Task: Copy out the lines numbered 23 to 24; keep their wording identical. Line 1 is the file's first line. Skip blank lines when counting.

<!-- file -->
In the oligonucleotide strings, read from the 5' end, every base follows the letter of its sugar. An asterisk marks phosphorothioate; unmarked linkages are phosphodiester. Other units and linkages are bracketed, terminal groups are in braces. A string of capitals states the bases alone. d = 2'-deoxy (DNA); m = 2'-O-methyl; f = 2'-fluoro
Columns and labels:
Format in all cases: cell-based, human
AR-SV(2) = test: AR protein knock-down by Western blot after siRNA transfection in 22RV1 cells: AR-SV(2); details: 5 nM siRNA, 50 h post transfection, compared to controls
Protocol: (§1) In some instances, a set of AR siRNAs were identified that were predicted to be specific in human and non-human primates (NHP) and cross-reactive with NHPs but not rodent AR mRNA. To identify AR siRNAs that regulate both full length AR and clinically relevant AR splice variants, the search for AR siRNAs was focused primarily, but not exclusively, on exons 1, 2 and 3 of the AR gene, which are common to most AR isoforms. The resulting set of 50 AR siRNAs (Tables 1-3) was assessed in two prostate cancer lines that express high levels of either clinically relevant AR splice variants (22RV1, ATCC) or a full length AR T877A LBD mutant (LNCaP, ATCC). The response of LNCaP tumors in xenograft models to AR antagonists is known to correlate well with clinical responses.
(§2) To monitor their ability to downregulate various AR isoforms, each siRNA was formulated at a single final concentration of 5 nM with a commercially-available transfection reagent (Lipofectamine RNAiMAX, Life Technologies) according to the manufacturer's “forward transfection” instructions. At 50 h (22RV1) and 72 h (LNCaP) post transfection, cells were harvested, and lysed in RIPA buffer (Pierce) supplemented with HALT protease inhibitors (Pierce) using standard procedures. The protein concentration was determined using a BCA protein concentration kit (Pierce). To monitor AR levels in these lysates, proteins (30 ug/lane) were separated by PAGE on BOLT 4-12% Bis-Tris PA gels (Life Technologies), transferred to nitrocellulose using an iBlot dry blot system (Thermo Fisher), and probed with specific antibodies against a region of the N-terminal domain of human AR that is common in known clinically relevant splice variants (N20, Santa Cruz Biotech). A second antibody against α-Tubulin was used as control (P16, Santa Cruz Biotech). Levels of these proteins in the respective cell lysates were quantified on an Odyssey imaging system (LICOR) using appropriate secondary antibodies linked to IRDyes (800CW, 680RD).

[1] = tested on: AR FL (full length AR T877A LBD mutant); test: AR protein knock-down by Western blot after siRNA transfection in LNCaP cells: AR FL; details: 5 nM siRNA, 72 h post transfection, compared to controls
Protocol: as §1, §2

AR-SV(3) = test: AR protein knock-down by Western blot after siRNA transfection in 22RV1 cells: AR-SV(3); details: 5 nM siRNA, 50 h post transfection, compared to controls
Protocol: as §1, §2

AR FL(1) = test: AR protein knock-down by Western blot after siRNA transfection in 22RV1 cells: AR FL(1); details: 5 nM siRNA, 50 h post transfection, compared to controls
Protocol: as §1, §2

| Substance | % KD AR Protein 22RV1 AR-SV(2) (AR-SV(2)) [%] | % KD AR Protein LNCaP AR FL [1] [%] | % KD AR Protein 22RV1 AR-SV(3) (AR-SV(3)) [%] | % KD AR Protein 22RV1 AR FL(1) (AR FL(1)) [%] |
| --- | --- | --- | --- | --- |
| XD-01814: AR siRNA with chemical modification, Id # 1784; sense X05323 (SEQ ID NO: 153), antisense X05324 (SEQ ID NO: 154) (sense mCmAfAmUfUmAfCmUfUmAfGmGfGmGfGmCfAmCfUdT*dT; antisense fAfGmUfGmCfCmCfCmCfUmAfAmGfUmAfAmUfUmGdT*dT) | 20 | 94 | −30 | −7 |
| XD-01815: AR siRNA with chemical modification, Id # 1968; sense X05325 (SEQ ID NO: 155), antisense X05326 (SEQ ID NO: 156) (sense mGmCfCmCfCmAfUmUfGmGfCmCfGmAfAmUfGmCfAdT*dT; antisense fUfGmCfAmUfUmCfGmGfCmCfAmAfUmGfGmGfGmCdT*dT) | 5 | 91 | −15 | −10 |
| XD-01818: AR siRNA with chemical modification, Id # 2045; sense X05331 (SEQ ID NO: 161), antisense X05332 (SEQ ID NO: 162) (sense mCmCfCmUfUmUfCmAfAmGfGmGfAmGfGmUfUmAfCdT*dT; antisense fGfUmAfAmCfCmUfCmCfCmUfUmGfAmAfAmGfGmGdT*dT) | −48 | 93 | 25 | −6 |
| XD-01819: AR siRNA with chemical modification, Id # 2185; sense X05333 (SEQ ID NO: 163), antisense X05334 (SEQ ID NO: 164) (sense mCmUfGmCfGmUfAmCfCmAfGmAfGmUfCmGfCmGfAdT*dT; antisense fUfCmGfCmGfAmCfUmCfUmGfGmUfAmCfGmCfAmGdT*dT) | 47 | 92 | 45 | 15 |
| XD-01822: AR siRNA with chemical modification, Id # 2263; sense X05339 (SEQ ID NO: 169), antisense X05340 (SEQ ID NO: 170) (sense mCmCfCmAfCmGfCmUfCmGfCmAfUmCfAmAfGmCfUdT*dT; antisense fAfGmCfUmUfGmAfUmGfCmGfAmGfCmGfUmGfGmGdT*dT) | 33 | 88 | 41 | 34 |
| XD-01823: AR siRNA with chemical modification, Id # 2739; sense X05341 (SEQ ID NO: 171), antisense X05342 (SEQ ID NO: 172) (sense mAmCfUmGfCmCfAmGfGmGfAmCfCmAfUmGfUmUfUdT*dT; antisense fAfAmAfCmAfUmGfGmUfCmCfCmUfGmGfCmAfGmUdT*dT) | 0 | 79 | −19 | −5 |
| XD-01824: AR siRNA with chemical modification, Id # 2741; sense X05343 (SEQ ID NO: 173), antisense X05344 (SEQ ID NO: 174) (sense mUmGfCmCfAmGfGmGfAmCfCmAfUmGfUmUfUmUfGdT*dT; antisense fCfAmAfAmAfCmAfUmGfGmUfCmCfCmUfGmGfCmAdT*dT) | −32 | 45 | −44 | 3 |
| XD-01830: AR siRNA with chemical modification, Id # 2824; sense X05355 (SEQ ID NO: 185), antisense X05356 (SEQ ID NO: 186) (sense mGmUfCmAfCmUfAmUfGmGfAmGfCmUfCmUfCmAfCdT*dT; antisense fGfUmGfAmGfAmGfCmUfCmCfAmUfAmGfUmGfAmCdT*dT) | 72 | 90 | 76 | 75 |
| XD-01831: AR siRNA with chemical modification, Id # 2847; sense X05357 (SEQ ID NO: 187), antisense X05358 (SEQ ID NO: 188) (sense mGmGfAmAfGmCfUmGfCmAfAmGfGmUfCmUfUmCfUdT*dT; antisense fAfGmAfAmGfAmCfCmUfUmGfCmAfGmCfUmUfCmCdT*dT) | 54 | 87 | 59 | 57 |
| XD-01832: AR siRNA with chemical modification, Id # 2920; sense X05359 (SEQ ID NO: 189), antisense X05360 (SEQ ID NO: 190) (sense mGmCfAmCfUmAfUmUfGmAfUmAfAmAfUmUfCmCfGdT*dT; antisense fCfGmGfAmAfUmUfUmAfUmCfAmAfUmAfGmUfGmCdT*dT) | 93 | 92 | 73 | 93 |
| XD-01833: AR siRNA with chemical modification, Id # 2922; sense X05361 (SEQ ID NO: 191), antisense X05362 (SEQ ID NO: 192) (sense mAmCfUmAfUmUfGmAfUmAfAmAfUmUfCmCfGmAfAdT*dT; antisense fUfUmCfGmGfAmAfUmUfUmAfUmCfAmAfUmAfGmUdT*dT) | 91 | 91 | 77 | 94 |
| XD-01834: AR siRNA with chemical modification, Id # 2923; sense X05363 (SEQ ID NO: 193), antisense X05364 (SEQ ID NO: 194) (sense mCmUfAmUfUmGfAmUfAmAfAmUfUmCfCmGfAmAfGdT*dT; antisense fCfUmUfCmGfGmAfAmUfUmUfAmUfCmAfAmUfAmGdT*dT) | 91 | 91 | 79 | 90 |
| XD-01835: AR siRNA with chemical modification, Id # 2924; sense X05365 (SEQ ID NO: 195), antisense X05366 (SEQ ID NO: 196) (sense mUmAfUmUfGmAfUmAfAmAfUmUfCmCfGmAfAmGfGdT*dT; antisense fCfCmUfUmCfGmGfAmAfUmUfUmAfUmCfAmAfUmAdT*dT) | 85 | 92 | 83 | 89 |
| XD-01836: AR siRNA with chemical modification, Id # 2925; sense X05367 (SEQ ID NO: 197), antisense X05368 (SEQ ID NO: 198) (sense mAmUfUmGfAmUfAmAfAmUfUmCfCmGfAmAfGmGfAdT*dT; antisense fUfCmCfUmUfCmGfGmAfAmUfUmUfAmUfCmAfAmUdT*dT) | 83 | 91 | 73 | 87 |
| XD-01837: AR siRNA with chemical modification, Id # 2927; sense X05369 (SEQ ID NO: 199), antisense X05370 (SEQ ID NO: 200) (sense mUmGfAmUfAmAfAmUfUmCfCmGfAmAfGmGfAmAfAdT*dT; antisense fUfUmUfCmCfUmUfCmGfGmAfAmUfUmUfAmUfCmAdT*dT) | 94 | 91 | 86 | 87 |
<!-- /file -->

| XD-01831: AR siRNA with chemical modification, Id # 2847; sense X05357 (SEQ ID NO: 187), antisense X05358 (SEQ ID NO: 188) (sense mGmGfAmAfGmCfUmGfCmAfAmGfGmUfCmUfUmCfUdT*dT; antisense fAfGmAfAmGfAmCfCmUfUmGfCmAfGmCfUmUfCmCdT*dT) | 54 | 87 | 59 | 57 |
| XD-01832: AR siRNA with chemical modification, Id # 2920; sense X05359 (SEQ ID NO: 189), antisense X05360 (SEQ ID NO: 190) (sense mGmCfAmCfUmAfUmUfGmAfUmAfAmAfUmUfCmCfGdT*dT; antisense fCfGmGfAmAfUmUfUmAfUmCfAmAfUmAfGmUfGmCdT*dT) | 93 | 92 | 73 | 93 |